Lifestyle – Comedian Pat Shortt will show another side to his talents when he takes the lead role as a gravedigger in Martin McDonagh’s play A Skull in Connemara in Galway this Summer. Judy Murphy reveals that he has more than one string to his bow.
“You’ve something to learn from everybody,” says comedian and actor Pat Shortt. And the former member of the iconic duo, D’Unbelievables, is embarking on a new learning experience in June when he makes his debut with Galway’s Decadent Theatre Company in Martin McDonagh’s play A Skull in Connemara.
Pat is taking the lead role as gravedigger, Mick Dowd in the black comedy which will run at the City’s Town Hall Theatre from June 21-30 with matinees from June 21-23.
Since dropping out of art college in Limerick to become one half of this country’s most successful comedy acts, Pat has gone on to become a highly-regarded stage and screen actor. And, always willing to push himself in new directions, there was also a period as the Saw Doctors’ one-man brass section and a foray into the restaurant business.
He’s currently concluding a successful tour of his comedy show, How’s Tings?, before he hits Galway with his acting hat on. And while he may be new to Decadent Theatre and its director, Andrew Flynn, he’s very familiar with Martin McDonagh’s plays.
Nineteen years ago, Pat and Jon Kenny teamed up for a Druid production of The Lonesome West, directed by Garry Hynes, his first time performing as a stage actor. He was also a new father, so it was a stressful period, he recalls. Pat knew that Hynes had a reputation as a tough director, and while he’d worked in film, his experience on stage had been all with D’Unbelievables. So, he was full of self-doubt about his ability.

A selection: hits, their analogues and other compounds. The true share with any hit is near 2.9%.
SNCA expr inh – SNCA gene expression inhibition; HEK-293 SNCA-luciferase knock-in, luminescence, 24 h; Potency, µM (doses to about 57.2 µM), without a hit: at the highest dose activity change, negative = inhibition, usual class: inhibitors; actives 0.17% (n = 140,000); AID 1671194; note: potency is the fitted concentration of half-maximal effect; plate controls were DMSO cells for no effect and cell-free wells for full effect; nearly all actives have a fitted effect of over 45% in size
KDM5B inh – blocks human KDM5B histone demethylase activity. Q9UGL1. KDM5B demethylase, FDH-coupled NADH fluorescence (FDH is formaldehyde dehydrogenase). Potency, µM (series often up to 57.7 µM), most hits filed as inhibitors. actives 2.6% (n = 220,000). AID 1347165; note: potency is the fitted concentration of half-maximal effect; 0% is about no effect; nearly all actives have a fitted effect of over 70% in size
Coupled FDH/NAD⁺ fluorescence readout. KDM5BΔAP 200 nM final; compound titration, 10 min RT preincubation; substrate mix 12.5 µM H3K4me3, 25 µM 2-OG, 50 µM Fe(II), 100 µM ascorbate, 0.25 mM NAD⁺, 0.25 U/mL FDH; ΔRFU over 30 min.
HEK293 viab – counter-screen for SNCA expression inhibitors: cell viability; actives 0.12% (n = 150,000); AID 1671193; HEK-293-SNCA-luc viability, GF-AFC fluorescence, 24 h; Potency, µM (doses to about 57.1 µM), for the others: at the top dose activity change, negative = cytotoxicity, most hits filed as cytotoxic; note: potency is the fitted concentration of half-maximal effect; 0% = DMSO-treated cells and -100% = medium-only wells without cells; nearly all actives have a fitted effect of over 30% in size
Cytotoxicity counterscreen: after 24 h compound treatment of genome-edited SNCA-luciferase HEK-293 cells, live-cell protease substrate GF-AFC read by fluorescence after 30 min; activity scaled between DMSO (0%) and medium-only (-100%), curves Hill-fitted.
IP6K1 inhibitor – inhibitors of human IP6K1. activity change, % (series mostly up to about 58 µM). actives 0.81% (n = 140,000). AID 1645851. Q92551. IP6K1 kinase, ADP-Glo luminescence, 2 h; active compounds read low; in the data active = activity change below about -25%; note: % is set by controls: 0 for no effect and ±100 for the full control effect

“But we got on great and she never questioned me,” he says with satisfaction. Martin McDonagh also approved and recommended Pat for the role of Johnnypatteenmike in a 2013 West End production of The Cripple of Inishmaan, directed by Michael Grandage, former Artistic Director of the Donmar Warehouse. The production, with Harry Potter star Daniel Radcliffe, was a massive hit, receiving rave reviews in London and in Broadway where it subsequently transferred. It became the most nominated Tony show ever.
“I’ve heard people say that I’m cut out for Martin’s work and I love the daftness and silliness of it,” Pat says. It has similarities with his own writing style, he feels.
“I tend to go for Irish characters and enlarge them for comic reasons and I feel Martin does that. Then there’s the dialogue and the pattern and the rhythm and I love that, too.”
Pat also believes that the comedy work he and Jon did in D’Unbelievables was similar to acting in many ways, although he’s not sure that’s widely recognised.
For more, read this week’s Connacht Tribune.